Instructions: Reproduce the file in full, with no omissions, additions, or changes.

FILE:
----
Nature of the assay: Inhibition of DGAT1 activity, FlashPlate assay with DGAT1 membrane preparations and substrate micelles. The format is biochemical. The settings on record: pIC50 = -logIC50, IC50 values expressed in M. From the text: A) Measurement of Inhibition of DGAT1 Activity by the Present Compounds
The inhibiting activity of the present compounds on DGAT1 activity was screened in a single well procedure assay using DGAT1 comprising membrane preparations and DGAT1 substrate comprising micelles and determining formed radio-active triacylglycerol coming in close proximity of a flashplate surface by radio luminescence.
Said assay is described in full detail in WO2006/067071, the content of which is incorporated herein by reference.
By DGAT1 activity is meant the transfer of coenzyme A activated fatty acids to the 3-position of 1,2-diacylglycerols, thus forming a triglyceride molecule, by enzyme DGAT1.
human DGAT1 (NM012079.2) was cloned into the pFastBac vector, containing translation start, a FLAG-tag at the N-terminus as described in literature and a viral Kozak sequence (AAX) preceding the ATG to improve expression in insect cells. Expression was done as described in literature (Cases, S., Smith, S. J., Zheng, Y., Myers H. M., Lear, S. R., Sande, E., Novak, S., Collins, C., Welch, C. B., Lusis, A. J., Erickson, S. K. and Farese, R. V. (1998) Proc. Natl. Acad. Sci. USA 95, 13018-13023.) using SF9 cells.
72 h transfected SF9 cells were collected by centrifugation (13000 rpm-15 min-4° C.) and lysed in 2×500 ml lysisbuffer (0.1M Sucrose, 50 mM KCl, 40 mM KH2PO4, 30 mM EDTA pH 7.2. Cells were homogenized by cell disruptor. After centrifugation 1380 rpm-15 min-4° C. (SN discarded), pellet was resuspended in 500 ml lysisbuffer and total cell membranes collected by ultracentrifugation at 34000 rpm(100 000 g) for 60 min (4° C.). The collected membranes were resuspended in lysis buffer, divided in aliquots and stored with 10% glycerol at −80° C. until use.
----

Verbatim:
Nature of the assay: Inhibition of DGAT1 activity, FlashPlate assay with DGAT1 membrane preparations and substrate micelles. The format is biochemical. The settings on record: pIC50 = -logIC50, IC50 values expressed in M. From the text: A) Measurement of Inhibition of DGAT1 Activity by the Present Compounds
The inhibiting activity of the present compounds on DGAT1 activity was screened in a single well procedure assay using DGAT1 comprising membrane preparations and DGAT1 substrate comprising micelles and determining formed radio-active triacylglycerol coming in close proximity of a flashplate surface by radio luminescence.
Said assay is described in full detail in WO2006/067071, the content of which is incorporated herein by reference.
By DGAT1 activity is meant the transfer of coenzyme A activated fatty acids to the 3-position of 1,2-diacylglycerols, thus forming a triglyceride molecule, by enzyme DGAT1.
human DGAT1 (NM012079.2) was cloned into the pFastBac vector, containing translation start, a FLAG-tag at the N-terminus as described in literature and a viral Kozak sequence (AAX) preceding the ATG to improve expression in insect cells. Expression was done as described in literature (Cases, S., Smith, S. J., Zheng, Y., Myers H. M., Lear, S. R., Sande, E., Novak, S., Collins, C., Welch, C. B., Lusis, A. J., Erickson, S. K. and Farese, R. V. (1998) Proc. Natl. Acad. Sci. USA 95, 13018-13023.) using SF9 cells.
72 h transfected SF9 cells were collected by centrifugation (13000 rpm-15 min-4° C.) and lysed in 2×500 ml lysisbuffer (0.1M Sucrose, 50 mM KCl, 40 mM KH2PO4, 30 mM EDTA pH 7.2. Cells were homogenized by cell disruptor. After centrifugation 1380 rpm-15 min-4° C. (SN discarded), pellet was resuspended in 500 ml lysisbuffer and total cell membranes collected by ultracentrifugation at 34000 rpm(100 000 g) for 60 min (4° C.). The collected membranes were resuspended in lysis buffer, divided in aliquots and stored with 10% glycerol at −80° C. until use.